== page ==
Now, we may develop the ideas behind Theorem 3.1 to obtain the following more general results.

Theorem 3.3.

For j=1,2,…,m, let Φj:R+→R+ be continuous, Φj∈L1[0,∞),Φj(t)≤Kj for t≥0 with some constants Kj>0, and let Wij(i=1,2,3,4) be wedge functions. If there also exist Lyapunov functions Vj:Rα×S(j)(H)→R+ such that

W1j(h(j)(t))≤Vj(t)≤W2j(h0(j)(t))+W3j[∫αtΦj(t-s)W4j(h0(j)(t))ds], where h0(j)∈Γαnj,h(j)∈Γnj;

when Vl(t)=max{Vj(t)∣j=1,2,…,m}, there holds Vl′(t)≤0 if Vl(s)<Vl(t) for s∈[α,t];l=1,2,…,m;

Vj(τk)≤(1+bk)Vj(τk-),k=1,2,…,bk≥0, and ∑k=1∞bk<∞;

0<u<v are given, ϕ(j)(u)<v; when h~0(j)(t,xt(j))<u,h(j)(t)≤ϕ(j)(h~0(j)(t,xt(j))) where ϕ(j) are wedge functions, and x(t)=(x(1)(t),…,x(m)(t)) is a solution of (2.1) and (2.2).

Then the zero solution of (2.1) and (2.2) is (h~0,h)-uniformly practically stable.

It suffices to mention a few points in the proofs of Theorem 3.3, the rest are the same as in the proofing of Theorem 3.1, thus, are omitted.

First, for x(t)=(x(1)(t),…,x(m)(t)), we define
(3.12)V(t)=Vl(t),Vl(t)=max{Vj(t)∣j=1,2,…,m};
Second, instead of (3.2) we can claim that for any t≥α(3.13)∑j=1mW1j(h(j)(t))m≤V(t)≤∑j=1mW2j(h0(j)(t))+∑j=1mW3j∫αtΦj(t-s)W4j(h0(j)(t))ds.

Example 3.4.

Consider the equation
(3.14)x1′(t)=-a1(t)x1(t)+a2(t)x2(t)+b1(t)x1(t-r1(t))+∫-∞0g1(t,u,x1(t+u))du,t≠tk,x2′(t)=c1(t)x1(t)-c2(t)x2(t)+b2(t)x2(t-r2(t))+∫-∞0g2(t,u,x2(t+u))du,t≠tk,xi(tk)-xi(tk-)=Ik(xi(tk-)),k∈Z+,i=1,2,
where |x+Ik(x)|2≤(1+bk)2x2, with bk≥0,∑k=1∞bk<∞. Let M=∏k=1∞(1+bk)<∞. ai,bi,ci,ri and gi(i=1,2) are all continuous functions.

We first assume that ri(t)≥0 and |gi(t,u,x)|≤mi(u)|x|,t≥0,i=1,2, with ∫-∞0m1(u)du≤a1(t)-|a2(t)|-|b1(t)|, and ∫-∞0m2(u)du≤c2(t)-|c1(t)|-|b2(t)|. Without loss of generality, we may assume that the right-hand sides of (3.14) are defined on R×PC1(t), then set α=-∞ and t*=0.

Let Vj(t,xj(t))=xj2(t),h0(j)(t,xj)=xj2(t),w1j(s)=(1/2)s,w2j(s)=2s, then from the definition h~0(j)(t,xjt)=sup-∞<θ≤txj2(θ)=||xjt2||,j=1,2. For given 0<u<v, we assume ||xjt2||<u implies that there exists a K∈R+ such that xj2(t)<Kxj2(θ) for any θ∈(-∞,t]. Let h(j)(t,xj)=xj2(t)/(K+1),ϕ(i)(t)=(K/(K+1))t, then ϕ(i)(u)<u<v; furthermore, when h~0(j)(t,xjt)=||xjt2||<u, then for θ∈(-∞,t],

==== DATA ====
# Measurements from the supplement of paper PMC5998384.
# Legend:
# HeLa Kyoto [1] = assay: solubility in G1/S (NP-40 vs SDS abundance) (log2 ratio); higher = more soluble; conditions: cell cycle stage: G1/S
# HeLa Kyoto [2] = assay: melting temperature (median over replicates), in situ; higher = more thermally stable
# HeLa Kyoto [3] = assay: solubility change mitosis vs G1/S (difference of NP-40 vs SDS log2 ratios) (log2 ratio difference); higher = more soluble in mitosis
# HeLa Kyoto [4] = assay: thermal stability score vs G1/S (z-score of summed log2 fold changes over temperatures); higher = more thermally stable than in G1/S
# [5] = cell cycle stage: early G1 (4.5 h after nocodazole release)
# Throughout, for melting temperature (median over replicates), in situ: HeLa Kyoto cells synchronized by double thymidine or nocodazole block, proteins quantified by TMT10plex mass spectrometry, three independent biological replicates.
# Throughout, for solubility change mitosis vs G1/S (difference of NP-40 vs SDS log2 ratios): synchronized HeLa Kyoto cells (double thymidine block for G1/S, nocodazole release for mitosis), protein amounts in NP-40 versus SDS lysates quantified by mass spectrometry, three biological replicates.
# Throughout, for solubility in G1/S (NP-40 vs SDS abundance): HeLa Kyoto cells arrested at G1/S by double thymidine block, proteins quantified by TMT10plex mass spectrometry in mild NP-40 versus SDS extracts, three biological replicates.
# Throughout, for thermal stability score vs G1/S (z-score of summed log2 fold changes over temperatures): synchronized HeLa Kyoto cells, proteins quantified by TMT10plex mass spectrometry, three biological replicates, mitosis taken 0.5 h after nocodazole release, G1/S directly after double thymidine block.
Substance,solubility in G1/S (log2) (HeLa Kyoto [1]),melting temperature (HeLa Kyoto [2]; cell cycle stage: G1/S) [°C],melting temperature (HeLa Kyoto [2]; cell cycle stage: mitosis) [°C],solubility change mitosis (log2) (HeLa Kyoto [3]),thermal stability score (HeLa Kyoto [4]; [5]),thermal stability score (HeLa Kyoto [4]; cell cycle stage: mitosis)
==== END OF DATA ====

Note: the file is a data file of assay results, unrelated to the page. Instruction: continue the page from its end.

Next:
(3.15)h(j)(t,xj)=xj2(t)K+1≤KK+1xj2(θ)≤KK+1||xjt2||=ϕ(j)(h~0(j)(t,xjt)),
so conditions (i) and (iv) in Theorem 3.1 are verified.

Moreover, when V1(t)≥V2(t), that is, |x1(t)|≥|x2(t)|, and for s∈(-∞,t],V1(s)≤V1(t), we have
(3.16)V1′(t)=-2a1(t)x12(t)+2a2(t)x1(t)x2(t)+2b1(t)x1(t)x1(t-r1(t))+2x1(t)∫-∞0g1(t,u,x1(t+u))du≤-2[a1(t)-|a2(t)|-|b1(t)|-∫-∞0m1(u)du]x12(t)≤0,
similarly, when V1(t)≤V2(t) and for s∈(-∞,t],V2(s)≤V2(t), we also have V2′(t)≤0. Thus, condition (ii) in Theorem 3.1 is satisfied and the zero solution of system (3.14) is (h~0,h)-uniformly practically stable.

It is easy to see that if we put two variables x1,x2 in one Lyapunov function, then the arguments to get the desired stability conclusions would be much more complicated and the imposed conditions would be more restrictive. Furthermore, we extend the uniformly practically stable results to the infinite delay systems, and it is easy to see that the criteria in [3–10] are limited to judge the practical stability of Example 3.4.

Acknowledgments

This work was supported by the National Natural Science Foundation of China (nos. 11101373 and 61074011), the Natural Science Foundation of Zhejiang Province of China (no. Y6100007), and Zhejiang Innovation Project (no. T200905).